But Tactical Cursing was also a course at the TARGET Academy, and Glombog had audited that one. “You've got over a billion sentient beings crammed into that little system of yours. A whole solar system without a single habitable planet, and more people than you could fit on twenty convoys the size of the Excelsior's. You turned the light on, Chancellor. You turned the light on, and millions flocked to your Republic. Millions from worlds abandoned in the face of a resurgent Empire.


“You scraped, and you scrounged, and you sacrificed; you turned dead rocks into gardens of life. You never claimed greatness; you just went and did the work. And that's why we want to be friends, Chancellor. Because you're good people. Because you did the hard thing, for the right reason, for long enough that it hurt, and then you kept doing it.”




* * *




Storm World BR-79, Wild Space


“And it's called a 'Watcher'?”


Gods, he was going to be in trouble. “Yep.”


“And there are nineteen more of them?”




“And you used them to wall off the entire galactic arm of Wild Space from hyperspace traffic?”


“Not me personally, no. But yes.”


“And you're showing me this because you want me to think of your people as . . . good guys?”


“We aren't faultless,” Glombong said, eyes still fixed on the five hundred meter long black diamond in orbit of the unnamed planet. “When the Azguard ventured into the galaxy and discovered the power and terror of the Empire, we took drastic action to protect our homeworld from their wrath.”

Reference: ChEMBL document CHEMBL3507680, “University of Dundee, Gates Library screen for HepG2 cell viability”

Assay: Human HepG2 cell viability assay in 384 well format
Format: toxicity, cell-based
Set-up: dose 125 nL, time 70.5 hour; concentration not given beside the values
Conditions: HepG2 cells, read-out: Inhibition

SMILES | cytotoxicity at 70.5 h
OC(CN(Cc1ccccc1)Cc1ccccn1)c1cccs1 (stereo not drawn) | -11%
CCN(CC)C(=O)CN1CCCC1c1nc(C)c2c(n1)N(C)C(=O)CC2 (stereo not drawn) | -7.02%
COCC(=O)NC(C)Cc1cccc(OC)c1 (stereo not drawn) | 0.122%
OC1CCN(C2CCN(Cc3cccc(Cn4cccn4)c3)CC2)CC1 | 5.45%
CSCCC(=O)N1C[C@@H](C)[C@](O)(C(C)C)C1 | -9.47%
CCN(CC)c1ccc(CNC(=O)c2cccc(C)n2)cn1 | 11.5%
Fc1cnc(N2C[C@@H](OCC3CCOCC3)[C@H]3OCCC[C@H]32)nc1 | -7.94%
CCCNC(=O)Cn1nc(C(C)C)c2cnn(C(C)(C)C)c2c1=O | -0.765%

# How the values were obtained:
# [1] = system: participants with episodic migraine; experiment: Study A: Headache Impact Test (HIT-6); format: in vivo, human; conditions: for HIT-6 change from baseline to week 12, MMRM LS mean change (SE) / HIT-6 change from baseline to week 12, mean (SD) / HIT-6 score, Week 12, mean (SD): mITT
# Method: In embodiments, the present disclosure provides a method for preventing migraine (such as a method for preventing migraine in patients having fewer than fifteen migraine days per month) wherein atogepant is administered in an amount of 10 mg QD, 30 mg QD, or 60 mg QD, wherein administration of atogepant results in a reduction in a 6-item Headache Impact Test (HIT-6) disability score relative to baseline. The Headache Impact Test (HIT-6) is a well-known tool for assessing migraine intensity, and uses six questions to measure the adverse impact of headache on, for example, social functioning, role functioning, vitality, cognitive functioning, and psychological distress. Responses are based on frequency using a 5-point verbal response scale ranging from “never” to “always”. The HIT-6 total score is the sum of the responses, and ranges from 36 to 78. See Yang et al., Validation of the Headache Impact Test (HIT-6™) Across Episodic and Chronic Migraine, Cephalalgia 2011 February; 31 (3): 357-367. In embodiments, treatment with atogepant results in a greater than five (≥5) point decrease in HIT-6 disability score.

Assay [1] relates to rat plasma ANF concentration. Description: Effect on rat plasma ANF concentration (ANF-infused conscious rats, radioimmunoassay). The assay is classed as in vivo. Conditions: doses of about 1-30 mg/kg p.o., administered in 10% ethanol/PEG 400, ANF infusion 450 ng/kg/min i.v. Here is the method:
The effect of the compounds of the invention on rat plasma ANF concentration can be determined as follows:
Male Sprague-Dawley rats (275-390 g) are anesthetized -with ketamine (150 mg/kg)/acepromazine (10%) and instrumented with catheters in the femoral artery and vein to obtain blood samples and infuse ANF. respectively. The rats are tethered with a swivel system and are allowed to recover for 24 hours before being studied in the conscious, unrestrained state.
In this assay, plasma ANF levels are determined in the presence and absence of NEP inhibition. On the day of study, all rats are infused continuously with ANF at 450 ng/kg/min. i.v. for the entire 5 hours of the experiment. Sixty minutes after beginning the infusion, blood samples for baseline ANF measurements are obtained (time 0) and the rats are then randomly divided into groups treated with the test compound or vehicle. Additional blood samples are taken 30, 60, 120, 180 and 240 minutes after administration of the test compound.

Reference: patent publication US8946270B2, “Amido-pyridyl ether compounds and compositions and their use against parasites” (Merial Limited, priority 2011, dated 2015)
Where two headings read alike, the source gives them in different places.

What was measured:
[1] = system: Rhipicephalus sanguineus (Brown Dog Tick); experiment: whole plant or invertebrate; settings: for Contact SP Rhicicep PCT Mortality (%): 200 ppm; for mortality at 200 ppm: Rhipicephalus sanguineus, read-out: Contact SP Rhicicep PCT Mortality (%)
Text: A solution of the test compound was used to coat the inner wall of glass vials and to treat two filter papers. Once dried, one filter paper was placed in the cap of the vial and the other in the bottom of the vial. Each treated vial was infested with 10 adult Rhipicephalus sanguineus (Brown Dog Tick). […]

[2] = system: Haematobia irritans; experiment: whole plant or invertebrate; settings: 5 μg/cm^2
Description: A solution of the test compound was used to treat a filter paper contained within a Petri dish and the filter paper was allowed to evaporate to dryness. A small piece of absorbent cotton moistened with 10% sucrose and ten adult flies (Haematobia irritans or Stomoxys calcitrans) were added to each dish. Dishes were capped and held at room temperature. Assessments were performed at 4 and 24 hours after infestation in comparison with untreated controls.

“It's impressive. Disturbing, but impressive,” Chancellor Antar Tosh admitted, turning from the strange starship to regard his Azguard host. “Shouldn't this sort of thing be classified, or something?”


“Oh it is,” Glom admitted, finally looking away from the Watcher and meeting the chancellor's gaze. “But it shouldn't be. My people have made mistakes, Chancellor, starting with our choice to secret ourselves away in order to escape the retribution of the Empire. The choice seemed as clearly right then as I now see it was clearly wrong, but that doesn't change that it's the choice we made, and we will have to find a way forward through the consequences of that choice.”


“So you're not bad people, you just keep doing the wrong thing?”


It stung a little, sure, but Glombong was a professional. We're the Good Guys, No Really was a mandatory course at the TARGET Academy. “I said 'we aren't faultless', Chancellor, not 'we're bad at everything'.” He pulled the lever and they were off, back into the whorl of hyperspace.


They made casual conversation for the trip to Azguard, Glom expertly (probably not so expertly, but let's let him have his self-delusions) deflecting any questions of substance until the arrival in-system. They reverted to realspace above Azguard itself, their shuttle's defense systems registering multiple target locks before the starlines and compressed back into pinpricks.